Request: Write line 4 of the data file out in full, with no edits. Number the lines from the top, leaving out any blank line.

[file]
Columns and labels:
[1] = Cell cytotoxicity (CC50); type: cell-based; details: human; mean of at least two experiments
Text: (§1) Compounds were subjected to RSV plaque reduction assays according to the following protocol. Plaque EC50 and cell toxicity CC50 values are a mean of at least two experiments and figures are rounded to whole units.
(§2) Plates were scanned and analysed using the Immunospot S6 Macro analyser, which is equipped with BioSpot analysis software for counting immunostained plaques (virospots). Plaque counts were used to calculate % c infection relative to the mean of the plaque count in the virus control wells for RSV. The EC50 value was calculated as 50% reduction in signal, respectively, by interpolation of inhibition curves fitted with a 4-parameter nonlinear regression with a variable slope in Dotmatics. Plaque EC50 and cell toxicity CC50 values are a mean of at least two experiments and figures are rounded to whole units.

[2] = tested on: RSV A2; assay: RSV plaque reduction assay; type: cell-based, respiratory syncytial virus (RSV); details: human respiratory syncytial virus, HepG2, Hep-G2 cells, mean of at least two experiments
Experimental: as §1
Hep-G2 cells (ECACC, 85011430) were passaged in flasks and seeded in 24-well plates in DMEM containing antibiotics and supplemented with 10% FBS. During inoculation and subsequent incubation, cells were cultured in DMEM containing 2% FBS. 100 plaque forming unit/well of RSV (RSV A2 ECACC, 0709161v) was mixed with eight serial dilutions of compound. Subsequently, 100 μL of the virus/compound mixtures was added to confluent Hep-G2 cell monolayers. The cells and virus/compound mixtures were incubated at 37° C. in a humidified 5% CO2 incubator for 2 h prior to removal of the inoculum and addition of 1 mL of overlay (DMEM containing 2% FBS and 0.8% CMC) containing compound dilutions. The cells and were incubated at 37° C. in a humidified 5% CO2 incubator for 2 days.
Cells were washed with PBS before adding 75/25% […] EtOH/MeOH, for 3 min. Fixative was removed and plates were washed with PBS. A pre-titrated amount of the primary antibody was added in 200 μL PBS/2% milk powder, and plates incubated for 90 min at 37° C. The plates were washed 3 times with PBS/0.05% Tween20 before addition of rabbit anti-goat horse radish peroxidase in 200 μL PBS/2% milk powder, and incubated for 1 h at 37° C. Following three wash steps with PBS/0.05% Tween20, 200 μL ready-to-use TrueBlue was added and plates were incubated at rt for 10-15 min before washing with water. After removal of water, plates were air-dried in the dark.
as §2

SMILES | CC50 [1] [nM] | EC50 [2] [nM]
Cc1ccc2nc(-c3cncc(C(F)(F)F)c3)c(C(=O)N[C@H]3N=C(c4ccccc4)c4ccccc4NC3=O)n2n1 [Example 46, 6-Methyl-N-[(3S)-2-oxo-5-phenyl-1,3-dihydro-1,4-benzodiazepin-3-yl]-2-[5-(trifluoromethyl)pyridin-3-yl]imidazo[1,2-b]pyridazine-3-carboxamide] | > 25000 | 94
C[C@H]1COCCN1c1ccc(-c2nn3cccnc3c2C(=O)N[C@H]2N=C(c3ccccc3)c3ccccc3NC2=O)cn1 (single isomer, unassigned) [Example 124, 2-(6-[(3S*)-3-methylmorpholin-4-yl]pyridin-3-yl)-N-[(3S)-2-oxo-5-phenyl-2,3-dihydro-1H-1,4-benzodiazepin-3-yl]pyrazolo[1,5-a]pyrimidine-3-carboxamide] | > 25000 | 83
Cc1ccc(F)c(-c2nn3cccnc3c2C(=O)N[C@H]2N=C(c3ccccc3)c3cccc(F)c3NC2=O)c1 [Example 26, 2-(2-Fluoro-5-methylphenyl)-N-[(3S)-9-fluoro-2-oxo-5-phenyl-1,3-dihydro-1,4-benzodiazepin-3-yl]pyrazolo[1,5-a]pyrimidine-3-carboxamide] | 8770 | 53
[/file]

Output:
(§2) Plates were scanned and analysed using the Immunospot S6 Macro analyser, which is equipped with BioSpot analysis software for counting immunostained plaques (virospots). Plaque counts were used to calculate % c infection relative to the mean of the plaque count in the virus control wells for RSV. The EC50 value was calculated as 50% reduction in signal, respectively, by interpolation of inhibition curves fitted with a 4-parameter nonlinear regression with a variable slope in Dotmatics. Plaque EC50 and cell toxicity CC50 values are a mean of at least two experiments and figures are rounded to whole units.